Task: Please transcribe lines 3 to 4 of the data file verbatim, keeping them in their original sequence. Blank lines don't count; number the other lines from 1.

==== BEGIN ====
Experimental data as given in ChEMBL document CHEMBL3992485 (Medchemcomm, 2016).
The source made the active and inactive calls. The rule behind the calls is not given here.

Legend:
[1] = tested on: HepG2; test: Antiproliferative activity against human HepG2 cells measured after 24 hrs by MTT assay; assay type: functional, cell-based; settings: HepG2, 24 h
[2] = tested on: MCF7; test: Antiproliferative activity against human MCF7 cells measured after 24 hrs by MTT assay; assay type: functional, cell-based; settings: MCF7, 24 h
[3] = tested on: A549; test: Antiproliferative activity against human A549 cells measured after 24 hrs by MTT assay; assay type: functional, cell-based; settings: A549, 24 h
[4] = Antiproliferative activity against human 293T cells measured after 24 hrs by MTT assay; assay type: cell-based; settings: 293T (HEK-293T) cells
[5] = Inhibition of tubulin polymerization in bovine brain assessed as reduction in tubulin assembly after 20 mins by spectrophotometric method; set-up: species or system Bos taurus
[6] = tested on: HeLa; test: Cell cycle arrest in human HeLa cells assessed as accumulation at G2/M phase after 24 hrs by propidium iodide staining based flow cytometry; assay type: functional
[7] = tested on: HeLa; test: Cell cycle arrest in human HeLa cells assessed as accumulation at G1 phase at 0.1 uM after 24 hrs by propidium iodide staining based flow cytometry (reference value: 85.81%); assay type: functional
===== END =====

Legend:
[1] = tested on: HepG2; test: Antiproliferative activity against human HepG2 cells measured after 24 hrs by MTT assay; assay type: functional, cell-based; settings: HepG2, 24 h